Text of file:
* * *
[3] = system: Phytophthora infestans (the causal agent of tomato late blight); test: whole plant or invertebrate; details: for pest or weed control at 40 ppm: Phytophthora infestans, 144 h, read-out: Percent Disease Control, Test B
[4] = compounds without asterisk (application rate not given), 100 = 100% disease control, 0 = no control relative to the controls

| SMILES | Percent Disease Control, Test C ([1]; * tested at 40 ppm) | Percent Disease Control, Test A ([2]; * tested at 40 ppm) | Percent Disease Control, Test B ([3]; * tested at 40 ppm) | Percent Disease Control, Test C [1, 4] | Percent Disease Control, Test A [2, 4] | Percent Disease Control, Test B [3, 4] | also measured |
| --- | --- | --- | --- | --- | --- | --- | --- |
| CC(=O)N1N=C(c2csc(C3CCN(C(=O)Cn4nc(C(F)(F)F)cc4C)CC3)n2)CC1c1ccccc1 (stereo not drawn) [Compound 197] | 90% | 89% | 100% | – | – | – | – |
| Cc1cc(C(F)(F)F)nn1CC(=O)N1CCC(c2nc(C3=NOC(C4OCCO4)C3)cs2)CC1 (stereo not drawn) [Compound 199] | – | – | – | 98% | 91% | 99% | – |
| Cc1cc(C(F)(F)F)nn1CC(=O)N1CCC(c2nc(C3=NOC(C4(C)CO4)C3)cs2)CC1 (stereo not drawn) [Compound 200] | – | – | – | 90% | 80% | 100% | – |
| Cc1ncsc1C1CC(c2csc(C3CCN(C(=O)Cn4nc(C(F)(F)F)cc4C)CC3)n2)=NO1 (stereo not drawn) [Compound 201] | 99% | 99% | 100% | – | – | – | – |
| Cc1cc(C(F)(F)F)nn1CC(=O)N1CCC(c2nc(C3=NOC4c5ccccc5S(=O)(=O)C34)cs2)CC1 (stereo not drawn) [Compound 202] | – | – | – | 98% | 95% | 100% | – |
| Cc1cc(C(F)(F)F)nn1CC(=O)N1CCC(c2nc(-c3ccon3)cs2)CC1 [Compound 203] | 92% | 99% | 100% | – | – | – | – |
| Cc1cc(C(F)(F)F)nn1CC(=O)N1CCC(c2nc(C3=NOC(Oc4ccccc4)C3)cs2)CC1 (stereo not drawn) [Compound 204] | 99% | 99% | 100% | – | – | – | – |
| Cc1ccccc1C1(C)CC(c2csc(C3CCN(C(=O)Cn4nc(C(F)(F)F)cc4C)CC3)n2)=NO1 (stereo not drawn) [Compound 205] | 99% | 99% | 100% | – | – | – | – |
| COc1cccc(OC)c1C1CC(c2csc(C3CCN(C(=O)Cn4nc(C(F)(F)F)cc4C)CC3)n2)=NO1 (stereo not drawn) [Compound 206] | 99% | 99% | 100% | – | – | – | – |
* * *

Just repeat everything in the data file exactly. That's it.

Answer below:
[3] = system: Phytophthora infestans (the causal agent of tomato late blight); test: whole plant or invertebrate; details: for pest or weed control at 40 ppm: Phytophthora infestans, 144 h, read-out: Percent Disease Control, Test B
[4] = compounds without asterisk (application rate not given), 100 = 100% disease control, 0 = no control relative to the controls

| SMILES | Percent Disease Control, Test C ([1]; * tested at 40 ppm) | Percent Disease Control, Test A ([2]; * tested at 40 ppm) | Percent Disease Control, Test B ([3]; * tested at 40 ppm) | Percent Disease Control, Test C [1, 4] | Percent Disease Control, Test A [2, 4] | Percent Disease Control, Test B [3, 4] | also measured |
| --- | --- | --- | --- | --- | --- | --- | --- |
| CC(=O)N1N=C(c2csc(C3CCN(C(=O)Cn4nc(C(F)(F)F)cc4C)CC3)n2)CC1c1ccccc1 (stereo not drawn) [Compound 197] | 90% | 89% | 100% | – | – | – | – |
| Cc1cc(C(F)(F)F)nn1CC(=O)N1CCC(c2nc(C3=NOC(C4OCCO4)C3)cs2)CC1 (stereo not drawn) [Compound 199] | – | – | – | 98% | 91% | 99% | – |
| Cc1cc(C(F)(F)F)nn1CC(=O)N1CCC(c2nc(C3=NOC(C4(C)CO4)C3)cs2)CC1 (stereo not drawn) [Compound 200] | – | – | – | 90% | 80% | 100% | – |
| Cc1ncsc1C1CC(c2csc(C3CCN(C(=O)Cn4nc(C(F)(F)F)cc4C)CC3)n2)=NO1 (stereo not drawn) [Compound 201] | 99% | 99% | 100% | – | – | – | – |
| Cc1cc(C(F)(F)F)nn1CC(=O)N1CCC(c2nc(C3=NOC4c5ccccc5S(=O)(=O)C34)cs2)CC1 (stereo not drawn) [Compound 202] | – | – | – | 98% | 95% | 100% | – |
| Cc1cc(C(F)(F)F)nn1CC(=O)N1CCC(c2nc(-c3ccon3)cs2)CC1 [Compound 203] | 92% | 99% | 100% | – | – | – | – |
| Cc1cc(C(F)(F)F)nn1CC(=O)N1CCC(c2nc(C3=NOC(Oc4ccccc4)C3)cs2)CC1 (stereo not drawn) [Compound 204] | 99% | 99% | 100% | – | – | – | – |
| Cc1ccccc1C1(C)CC(c2csc(C3CCN(C(=O)Cn4nc(C(F)(F)F)cc4C)CC3)n2)=NO1 (stereo not drawn) [Compound 205] | 99% | 99% | 100% | – | – | – | – |
| COc1cccc(OC)c1C1CC(c2csc(C3CCN(C(=O)Cn4nc(C(F)(F)F)cc4C)CC3)n2)=NO1 (stereo not drawn) [Compound 206] | 99% | 99% | 100% | – | – | – | – |